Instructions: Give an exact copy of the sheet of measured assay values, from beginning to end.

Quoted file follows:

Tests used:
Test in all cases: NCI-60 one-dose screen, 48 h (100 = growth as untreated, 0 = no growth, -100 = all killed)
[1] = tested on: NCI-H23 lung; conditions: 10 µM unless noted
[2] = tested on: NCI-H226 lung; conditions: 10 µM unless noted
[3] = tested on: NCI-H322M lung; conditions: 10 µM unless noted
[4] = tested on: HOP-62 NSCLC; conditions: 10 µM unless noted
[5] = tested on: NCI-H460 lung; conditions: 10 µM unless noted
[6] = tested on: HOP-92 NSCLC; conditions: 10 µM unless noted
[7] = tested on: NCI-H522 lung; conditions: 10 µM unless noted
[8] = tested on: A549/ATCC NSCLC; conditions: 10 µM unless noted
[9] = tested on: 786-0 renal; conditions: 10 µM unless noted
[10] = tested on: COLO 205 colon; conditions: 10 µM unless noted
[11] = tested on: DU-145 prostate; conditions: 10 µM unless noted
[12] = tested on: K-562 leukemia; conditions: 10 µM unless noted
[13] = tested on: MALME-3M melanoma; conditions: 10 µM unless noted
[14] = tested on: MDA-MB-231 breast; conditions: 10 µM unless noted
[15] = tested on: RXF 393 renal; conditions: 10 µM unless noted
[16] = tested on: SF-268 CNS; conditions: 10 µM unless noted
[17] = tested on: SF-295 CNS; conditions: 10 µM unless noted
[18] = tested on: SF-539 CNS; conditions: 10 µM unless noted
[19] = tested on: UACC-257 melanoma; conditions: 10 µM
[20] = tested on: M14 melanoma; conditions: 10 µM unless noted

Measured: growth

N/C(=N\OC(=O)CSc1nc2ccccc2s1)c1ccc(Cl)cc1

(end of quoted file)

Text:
Tests used:
Test in all cases: NCI-60 one-dose screen, 48 h (100 = growth as untreated, 0 = no growth, -100 = all killed)
[1] = tested on: NCI-H23 lung; conditions: 10 µM unless noted
[2] = tested on: NCI-H226 lung; conditions: 10 µM unless noted
[3] = tested on: NCI-H322M lung; conditions: 10 µM unless noted
[4] = tested on: HOP-62 NSCLC; conditions: 10 µM unless noted
[5] = tested on: NCI-H460 lung; conditions: 10 µM unless noted
[6] = tested on: HOP-92 NSCLC; conditions: 10 µM unless noted
[7] = tested on: NCI-H522 lung; conditions: 10 µM unless noted
[8] = tested on: A549/ATCC NSCLC; conditions: 10 µM unless noted
[9] = tested on: 786-0 renal; conditions: 10 µM unless noted
[10] = tested on: COLO 205 colon; conditions: 10 µM unless noted
[11] = tested on: DU-145 prostate; conditions: 10 µM unless noted
[12] = tested on: K-562 leukemia; conditions: 10 µM unless noted
[13] = tested on: MALME-3M melanoma; conditions: 10 µM unless noted
[14] = tested on: MDA-MB-231 breast; conditions: 10 µM unless noted
[15] = tested on: RXF 393 renal; conditions: 10 µM unless noted
[16] = tested on: SF-268 CNS; conditions: 10 µM unless noted
[17] = tested on: SF-295 CNS; conditions: 10 µM unless noted
[18] = tested on: SF-539 CNS; conditions: 10 µM unless noted
[19] = tested on: UACC-257 melanoma; conditions: 10 µM
[20] = tested on: M14 melanoma; conditions: 10 µM unless noted

Measured: growth

N/C(=N\OC(=O)CSc1nc2ccccc2s1)c1ccc(Cl)cc1